21-year-old Aiden Lopez was detained by police after initiating a physical altercation with a female student and a visitor to NYU at Bobst Library on Tuesday afternoon, during a pro-Israeli sit-in. A student witness said the female student had been participating in the sit-in, while the visitor was taking photos.
The visitor began filming the altercation during a verbal exchange between the two students outside the library. In the visitor’s video, which was obtained by WSN, the male student appears to punch the visitor after the female student speaks to him. Sophomore Allison Lax, who witnessed the incident, said the male student had jammed the female student’s hand into the library’s exit turnstile prior to the events shown in the video.
Campus Safety intervened to separate the visitor and the male student, and called the New York City Police Department, according to university spokesperson John Beckman. Beckman also said the individuals declined medical attention.
During the sit-in, a group of pro-Israeli students sat on the first floor of Bobst, draping the Israeli flag and displaying photos of hostages taken from Israel by the Palestinian militant group Hamas last month. Lax, who took part in the sit-in, said the male student had approached her and the other students approximately an hour before the incident, and said “What is all this Zionist shit doing in my school.” Lax said that the male student returned an hour later “spewing antisemitic slurs” at the female student involved in the altercation.
An NYPD spokesperson said they did not know the current status of the individual who was detained, but that the student can either be issued a summons — a document that informs a person that they have been charged with a crime — or an arrest — when a person is taken into custody — depending on the circumstances.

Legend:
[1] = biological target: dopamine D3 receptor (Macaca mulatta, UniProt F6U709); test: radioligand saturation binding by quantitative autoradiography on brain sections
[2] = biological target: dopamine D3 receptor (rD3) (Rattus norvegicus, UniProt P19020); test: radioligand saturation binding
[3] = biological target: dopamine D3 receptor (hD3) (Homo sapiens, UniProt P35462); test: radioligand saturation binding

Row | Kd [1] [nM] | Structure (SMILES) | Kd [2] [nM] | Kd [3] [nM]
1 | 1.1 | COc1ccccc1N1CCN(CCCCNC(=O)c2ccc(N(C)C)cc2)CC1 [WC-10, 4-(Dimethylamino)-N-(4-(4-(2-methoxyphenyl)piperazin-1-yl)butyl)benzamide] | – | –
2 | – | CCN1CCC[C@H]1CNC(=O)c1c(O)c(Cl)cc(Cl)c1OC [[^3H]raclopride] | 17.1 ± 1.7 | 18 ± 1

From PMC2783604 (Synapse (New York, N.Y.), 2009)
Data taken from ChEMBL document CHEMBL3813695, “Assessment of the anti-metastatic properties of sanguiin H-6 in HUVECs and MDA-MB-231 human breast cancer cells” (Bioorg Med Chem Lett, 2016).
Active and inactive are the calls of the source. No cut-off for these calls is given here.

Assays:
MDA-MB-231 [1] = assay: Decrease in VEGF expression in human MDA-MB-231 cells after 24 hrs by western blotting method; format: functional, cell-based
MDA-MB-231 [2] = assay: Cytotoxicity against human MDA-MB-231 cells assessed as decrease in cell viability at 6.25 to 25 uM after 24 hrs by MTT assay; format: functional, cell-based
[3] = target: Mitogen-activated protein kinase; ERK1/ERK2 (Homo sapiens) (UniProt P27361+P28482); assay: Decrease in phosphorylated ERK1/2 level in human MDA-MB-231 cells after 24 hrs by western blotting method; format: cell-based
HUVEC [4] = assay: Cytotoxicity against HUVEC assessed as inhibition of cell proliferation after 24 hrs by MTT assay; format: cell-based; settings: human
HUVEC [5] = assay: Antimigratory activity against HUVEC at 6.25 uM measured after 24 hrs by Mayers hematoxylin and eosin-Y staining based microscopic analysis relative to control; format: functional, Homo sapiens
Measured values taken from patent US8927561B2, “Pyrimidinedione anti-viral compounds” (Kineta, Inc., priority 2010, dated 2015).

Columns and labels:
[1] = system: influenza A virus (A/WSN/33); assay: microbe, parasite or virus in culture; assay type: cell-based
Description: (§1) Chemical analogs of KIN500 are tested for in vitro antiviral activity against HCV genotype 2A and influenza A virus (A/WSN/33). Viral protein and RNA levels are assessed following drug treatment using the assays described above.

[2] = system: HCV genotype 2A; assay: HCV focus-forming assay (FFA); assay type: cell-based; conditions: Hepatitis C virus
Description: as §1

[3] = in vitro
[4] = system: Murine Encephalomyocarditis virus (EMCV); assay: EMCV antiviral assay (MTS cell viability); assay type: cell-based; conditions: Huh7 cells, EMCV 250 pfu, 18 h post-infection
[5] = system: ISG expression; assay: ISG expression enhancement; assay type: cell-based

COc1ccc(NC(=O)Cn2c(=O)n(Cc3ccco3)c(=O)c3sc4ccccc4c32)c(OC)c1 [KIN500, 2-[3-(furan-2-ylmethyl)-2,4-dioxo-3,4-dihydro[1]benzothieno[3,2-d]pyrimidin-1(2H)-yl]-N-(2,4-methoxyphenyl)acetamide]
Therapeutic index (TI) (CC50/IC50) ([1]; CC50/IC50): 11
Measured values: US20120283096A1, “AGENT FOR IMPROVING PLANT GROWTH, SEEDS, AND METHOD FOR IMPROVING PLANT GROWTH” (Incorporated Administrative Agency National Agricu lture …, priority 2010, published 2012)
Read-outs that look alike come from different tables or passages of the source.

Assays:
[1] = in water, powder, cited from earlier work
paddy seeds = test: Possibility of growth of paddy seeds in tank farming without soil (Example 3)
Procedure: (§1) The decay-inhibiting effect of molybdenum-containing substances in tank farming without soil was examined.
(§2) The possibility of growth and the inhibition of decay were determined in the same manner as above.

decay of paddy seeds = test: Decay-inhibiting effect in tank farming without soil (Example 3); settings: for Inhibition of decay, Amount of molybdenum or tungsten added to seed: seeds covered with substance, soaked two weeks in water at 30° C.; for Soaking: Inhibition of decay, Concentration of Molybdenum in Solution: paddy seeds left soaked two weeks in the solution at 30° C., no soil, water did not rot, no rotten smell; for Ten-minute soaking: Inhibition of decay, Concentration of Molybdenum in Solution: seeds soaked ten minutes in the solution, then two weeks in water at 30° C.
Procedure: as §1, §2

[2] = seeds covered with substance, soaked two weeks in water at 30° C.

“The university is disturbed by this episode; physical violence is rare on our campus, and NYU has zero tolerance for violence,” Beckman said. “In these fraught times, when emotions are running particularly high, we recommend that all members of the NYU community take steps to de-escalate situations in which they find themselves, and that they take special care both to avoid engaging in or rising to provocations.”
Following the physical altercation, Lax claimed that two university administrators asked her to remove the flags and posters at the sit-in to prevent further violence.
“Jewish students have been feeling really underrepresented on campus,” Lax said. “We thought that we would show that the Jewish students of NYU, we’re here, we are not intimidated and this is what we stand for and represent and are not scared but are also not scared to show our opinions without breaking any school rules.”
This incident comes a month after the start of the Israel-Hamas war. On Oct. 7, Hamas violently attacked nearby Israeli towns, killing over 1,400 civilians and taking 200 hostages into the Gaza Strip. The Israeli military responded with airstrikes into Gaza, and has since begun a ground invasion in the region. Over 10,300 Palestinians have been killed in the war so far, according to the Gaza Health Ministry.
In an Oct. 25 email to students, NYU president Linda Mills announced that the university increased the presence of Campus Safety officers at its Washington Square and Brooklyn campuses, adding 4,000 weekly patrol hours, due to rising concerns over student safety due to the war. NYU sent another email to students on Nov. 1 with “Guidance and Expectations on Student Conduct,” setting regulations for the use of signs, online activity and behavior during protests.
A few days prior to the incident, around a hundred students representing various on-campus organizations, including Students for Justice in Palestine, Shut it Down NYU and Faculty for Justice in Palestine, gathered at Bobst to call on the university to shut down its study away site in Tel Aviv. In a statement written to WSN at the time, NYU rejected the protesters’ demands. The university has previously said it is “fully prepared” for students to return to the site for the upcoming spring semester.
Senior Naty Zejerman, who arrived at the library after the incident, expressed concern about the safety of Jewish students on campus.
“Everyone has the right to their opinion and everyone has the right to protest their opinion, and it is upsetting when it turns to levels of violence when it doesn’t need to,” Zejerman said. “Jewish students have been concerned about our safety for the past couple of weeks. We’ve been saying it, and this is just another example of why we are concerned about our safety.”